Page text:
A winter storm, described as “historic” due to the amount of snow that is coming down from it, is hitting the Rocky Mountain states and the northern Great Plains this Sunday (14.03.2021), causing road and airport closures and affecting nearly 30 million people in the United States.
In Colorado and Wyoming, the two countries with the greatest snowfall impact, about 10 inches of snow accumulation at the end of the day are expected to occur in urban areas and twice in near-mountain areas, with a record-high potential of 65 cm in Cheyenne, Wyoming.
As the hours pass, the low pressure system coming from the west will continue to collide east of the Rocky Mountains with the high pressure system and moist air coming from the south (Gulf of Mexico), so the storm will intensify and expand. The National Weather Service said in a statement today.
Interstate highways are closed
So, while Colorado, Wyoming, Nebraska and South Dakota will “have heavy snow and winds build up,” in eastern Colorado and Nebraska, and in parts of Kansas and Oklahoma among other areas, storms can be seen. That actually happened this Saturday in Texas.
Colorado and Wyoming closed Interstate 25 (which runs through those states from north to south), as well as Interstate 70 (Colorado) and Interstate 80 and 90 (Wyoming), which run east to west. However, authorities will temporarily reopen some sectors to prevent motorists being stranded on those roads.
About 2,000 Denver flights have been canceled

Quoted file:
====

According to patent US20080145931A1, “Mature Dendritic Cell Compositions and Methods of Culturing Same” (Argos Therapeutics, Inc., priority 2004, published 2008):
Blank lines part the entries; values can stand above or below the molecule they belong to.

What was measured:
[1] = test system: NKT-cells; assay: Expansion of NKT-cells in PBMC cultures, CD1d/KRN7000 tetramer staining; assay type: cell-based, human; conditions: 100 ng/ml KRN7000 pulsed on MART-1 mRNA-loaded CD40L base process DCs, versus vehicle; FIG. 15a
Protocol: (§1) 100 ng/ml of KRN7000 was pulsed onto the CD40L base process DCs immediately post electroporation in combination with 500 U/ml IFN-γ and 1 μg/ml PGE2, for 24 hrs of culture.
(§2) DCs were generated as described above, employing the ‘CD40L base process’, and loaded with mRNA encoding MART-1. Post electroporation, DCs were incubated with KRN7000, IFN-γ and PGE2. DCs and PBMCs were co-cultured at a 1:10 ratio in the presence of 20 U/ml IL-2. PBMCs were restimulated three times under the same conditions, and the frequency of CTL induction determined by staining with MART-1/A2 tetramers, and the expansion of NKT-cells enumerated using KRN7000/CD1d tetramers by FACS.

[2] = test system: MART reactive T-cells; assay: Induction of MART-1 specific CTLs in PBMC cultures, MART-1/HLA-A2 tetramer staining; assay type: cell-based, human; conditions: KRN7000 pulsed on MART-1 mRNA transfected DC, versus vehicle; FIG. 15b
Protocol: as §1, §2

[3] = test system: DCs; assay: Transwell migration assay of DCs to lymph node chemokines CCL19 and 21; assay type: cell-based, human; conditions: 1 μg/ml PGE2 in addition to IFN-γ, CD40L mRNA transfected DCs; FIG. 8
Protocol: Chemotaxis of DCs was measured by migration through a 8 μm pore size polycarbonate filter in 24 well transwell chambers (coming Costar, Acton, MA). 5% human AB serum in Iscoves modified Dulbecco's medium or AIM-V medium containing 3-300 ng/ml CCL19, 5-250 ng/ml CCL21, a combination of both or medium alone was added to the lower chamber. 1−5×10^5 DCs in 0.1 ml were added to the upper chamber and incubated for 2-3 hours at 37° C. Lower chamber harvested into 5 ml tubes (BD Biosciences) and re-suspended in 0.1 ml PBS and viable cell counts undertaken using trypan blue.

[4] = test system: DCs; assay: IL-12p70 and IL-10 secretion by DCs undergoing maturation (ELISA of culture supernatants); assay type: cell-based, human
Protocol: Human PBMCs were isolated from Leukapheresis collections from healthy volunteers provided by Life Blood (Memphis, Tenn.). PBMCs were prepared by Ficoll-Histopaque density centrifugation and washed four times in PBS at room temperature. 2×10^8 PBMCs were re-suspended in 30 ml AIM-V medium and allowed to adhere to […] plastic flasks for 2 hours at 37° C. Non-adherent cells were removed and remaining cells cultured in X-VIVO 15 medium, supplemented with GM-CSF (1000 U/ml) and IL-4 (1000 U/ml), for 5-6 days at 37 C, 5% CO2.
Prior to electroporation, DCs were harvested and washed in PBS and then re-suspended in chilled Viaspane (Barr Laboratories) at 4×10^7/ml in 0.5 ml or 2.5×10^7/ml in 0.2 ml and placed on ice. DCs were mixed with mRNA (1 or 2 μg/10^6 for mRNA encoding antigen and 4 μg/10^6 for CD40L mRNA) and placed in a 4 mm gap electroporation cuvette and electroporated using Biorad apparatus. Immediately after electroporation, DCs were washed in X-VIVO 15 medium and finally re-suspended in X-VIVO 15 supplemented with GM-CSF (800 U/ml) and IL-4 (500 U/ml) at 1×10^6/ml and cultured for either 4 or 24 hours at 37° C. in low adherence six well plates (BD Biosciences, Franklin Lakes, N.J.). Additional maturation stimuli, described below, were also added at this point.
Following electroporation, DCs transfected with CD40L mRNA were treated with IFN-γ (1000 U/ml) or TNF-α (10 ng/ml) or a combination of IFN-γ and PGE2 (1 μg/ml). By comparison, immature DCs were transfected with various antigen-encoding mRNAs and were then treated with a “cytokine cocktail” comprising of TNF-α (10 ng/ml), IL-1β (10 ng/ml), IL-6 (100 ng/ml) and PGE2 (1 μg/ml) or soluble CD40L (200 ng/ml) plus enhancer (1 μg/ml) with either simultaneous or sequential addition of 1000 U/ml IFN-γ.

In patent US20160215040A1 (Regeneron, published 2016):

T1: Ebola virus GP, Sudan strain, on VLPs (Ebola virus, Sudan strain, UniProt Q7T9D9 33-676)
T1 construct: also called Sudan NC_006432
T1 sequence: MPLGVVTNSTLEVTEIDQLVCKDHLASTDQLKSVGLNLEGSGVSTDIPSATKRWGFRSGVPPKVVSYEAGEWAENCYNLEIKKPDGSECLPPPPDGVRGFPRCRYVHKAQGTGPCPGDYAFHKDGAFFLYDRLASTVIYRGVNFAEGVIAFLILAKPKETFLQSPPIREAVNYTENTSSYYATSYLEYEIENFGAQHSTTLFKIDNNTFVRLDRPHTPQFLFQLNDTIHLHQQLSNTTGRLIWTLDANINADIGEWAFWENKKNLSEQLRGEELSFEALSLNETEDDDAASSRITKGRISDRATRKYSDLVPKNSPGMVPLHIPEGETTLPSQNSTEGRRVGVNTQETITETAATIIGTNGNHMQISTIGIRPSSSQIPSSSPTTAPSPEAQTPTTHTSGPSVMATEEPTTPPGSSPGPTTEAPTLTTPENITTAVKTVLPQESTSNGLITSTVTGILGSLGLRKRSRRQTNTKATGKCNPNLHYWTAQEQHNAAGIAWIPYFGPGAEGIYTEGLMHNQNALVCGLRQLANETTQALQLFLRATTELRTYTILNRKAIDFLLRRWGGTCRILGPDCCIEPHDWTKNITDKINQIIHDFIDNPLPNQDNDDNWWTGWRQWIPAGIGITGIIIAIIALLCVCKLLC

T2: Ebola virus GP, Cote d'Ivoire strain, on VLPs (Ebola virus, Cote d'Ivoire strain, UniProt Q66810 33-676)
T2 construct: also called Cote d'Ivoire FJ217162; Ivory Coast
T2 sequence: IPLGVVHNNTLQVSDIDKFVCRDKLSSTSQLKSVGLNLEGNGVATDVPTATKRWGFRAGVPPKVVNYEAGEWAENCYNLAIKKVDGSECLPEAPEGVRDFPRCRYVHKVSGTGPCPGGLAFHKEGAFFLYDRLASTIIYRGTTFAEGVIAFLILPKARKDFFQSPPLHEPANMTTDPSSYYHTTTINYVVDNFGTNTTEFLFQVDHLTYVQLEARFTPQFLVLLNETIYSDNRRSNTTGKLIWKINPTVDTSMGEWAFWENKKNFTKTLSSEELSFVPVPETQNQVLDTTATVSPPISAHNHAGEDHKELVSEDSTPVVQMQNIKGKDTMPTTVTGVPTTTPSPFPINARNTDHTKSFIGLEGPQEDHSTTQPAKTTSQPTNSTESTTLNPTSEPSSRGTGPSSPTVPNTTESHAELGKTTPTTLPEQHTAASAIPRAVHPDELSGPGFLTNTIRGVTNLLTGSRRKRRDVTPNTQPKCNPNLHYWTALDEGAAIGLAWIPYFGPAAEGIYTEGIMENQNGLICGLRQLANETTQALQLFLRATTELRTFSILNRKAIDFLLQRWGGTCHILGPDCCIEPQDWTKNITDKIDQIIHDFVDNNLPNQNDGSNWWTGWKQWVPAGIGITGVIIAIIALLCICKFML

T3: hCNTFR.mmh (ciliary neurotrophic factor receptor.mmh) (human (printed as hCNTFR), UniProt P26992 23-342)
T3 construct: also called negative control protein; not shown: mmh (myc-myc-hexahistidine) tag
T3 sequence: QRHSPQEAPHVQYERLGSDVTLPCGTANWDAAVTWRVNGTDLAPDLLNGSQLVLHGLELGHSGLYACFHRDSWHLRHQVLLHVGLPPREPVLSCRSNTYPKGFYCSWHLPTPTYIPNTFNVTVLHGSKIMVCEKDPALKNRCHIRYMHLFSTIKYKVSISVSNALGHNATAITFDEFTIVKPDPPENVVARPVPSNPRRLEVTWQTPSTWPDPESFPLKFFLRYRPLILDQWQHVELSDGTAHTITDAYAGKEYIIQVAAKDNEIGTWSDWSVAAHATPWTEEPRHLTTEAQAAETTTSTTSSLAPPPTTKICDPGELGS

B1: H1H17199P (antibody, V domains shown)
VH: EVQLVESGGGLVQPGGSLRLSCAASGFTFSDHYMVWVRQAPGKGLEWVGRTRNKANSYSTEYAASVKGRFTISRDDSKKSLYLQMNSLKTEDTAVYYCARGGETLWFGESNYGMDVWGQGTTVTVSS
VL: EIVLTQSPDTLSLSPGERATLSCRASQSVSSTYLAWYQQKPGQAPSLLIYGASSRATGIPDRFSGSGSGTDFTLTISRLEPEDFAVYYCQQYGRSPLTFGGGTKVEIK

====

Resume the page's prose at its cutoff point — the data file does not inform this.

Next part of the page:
Meanwhile, Denver International Airport, the largest airfield in the region, has canceled about 2,000 flights, not because of difficulties in continuing operations (the airport is ready to respond to these storms), but because of staff (including pilots) difficulties. ) To get to the place.
When a “dangerous” storm reaches its maximum this afternoon, it will stretch the region between the Mississippi River in the east and the Rocky Mountains in the west, putting “lives and property in danger”, according to Alex Sosnowski, chief meteorologist at AccuWeather.
Crops and livestock are at risk
Although no fatalities have yet been grieved, the storm is expected to cause heavy livestock deaths in Wyoming and destroy entire crops in eastern Colorado and parts of Kansas and Nebraska.
“It took some time for the storm to arrive yesterday, Saturday, and although it arrived a little later than expected, today it is more severe and will stay with us for longer than we originally expected,” said Shoshana Liu, Executive Director of the Department. Colorado Transportation (CDOT).
“Tonight, when it gets dark, the cold starts, and more snow sticks in the roads,” said John Lormi, chief of operations at CDOT.
GC (effect, AP)